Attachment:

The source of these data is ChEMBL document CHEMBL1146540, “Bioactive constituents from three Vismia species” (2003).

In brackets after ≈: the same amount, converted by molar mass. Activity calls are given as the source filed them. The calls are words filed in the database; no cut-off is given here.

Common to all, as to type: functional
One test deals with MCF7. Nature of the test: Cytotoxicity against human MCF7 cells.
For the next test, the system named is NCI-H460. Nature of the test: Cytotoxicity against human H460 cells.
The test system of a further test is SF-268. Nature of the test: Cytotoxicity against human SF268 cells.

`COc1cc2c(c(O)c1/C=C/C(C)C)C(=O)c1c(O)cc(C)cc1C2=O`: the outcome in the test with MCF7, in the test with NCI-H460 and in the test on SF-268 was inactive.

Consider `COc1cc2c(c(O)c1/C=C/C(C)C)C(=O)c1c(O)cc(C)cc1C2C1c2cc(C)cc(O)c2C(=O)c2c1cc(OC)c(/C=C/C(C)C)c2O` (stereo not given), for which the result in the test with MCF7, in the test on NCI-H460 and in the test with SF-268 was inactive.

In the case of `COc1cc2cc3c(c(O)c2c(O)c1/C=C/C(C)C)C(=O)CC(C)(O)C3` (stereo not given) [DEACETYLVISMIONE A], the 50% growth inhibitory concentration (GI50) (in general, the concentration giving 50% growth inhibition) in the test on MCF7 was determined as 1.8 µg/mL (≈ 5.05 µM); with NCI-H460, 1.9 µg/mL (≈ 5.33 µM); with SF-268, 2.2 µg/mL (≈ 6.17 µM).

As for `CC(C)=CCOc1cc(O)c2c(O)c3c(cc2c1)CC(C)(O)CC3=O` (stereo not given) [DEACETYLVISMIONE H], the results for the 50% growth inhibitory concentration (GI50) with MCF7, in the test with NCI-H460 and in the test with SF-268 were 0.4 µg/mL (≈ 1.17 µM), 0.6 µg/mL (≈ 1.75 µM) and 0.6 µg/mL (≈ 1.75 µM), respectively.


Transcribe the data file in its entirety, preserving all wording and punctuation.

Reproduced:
The source of these data is ChEMBL document CHEMBL1146540, “Bioactive constituents from three Vismia species” (2003).

In brackets after ≈: the same amount, converted by molar mass. Activity calls are given as the source filed them. The calls are words filed in the database; no cut-off is given here.

Common to all, as to type: functional
One test deals with MCF7. Nature of the test: Cytotoxicity against human MCF7 cells.
For the next test, the system named is NCI-H460. Nature of the test: Cytotoxicity against human H460 cells.
The test system of a further test is SF-268. Nature of the test: Cytotoxicity against human SF268 cells.

`COc1cc2c(c(O)c1/C=C/C(C)C)C(=O)c1c(O)cc(C)cc1C2=O`: the outcome in the test with MCF7, in the test with NCI-H460 and in the test on SF-268 was inactive.

Consider `COc1cc2c(c(O)c1/C=C/C(C)C)C(=O)c1c(O)cc(C)cc1C2C1c2cc(C)cc(O)c2C(=O)c2c1cc(OC)c(/C=C/C(C)C)c2O` (stereo not given), for which the result in the test with MCF7, in the test on NCI-H460 and in the test with SF-268 was inactive.

In the case of `COc1cc2cc3c(c(O)c2c(O)c1/C=C/C(C)C)C(=O)CC(C)(O)C3` (stereo not given) [DEACETYLVISMIONE A], the 50% growth inhibitory concentration (GI50) (in general, the concentration giving 50% growth inhibition) in the test on MCF7 was determined as 1.8 µg/mL (≈ 5.05 µM); with NCI-H460, 1.9 µg/mL (≈ 5.33 µM); with SF-268, 2.2 µg/mL (≈ 6.17 µM).

As for `CC(C)=CCOc1cc(O)c2c(O)c3c(cc2c1)CC(C)(O)CC3=O` (stereo not given) [DEACETYLVISMIONE H], the results for the 50% growth inhibitory concentration (GI50) with MCF7, in the test with NCI-H460 and in the test with SF-268 were 0.4 µg/mL (≈ 1.17 µM), 0.6 µg/mL (≈ 1.75 µM) and 0.6 µg/mL (≈ 1.75 µM), respectively.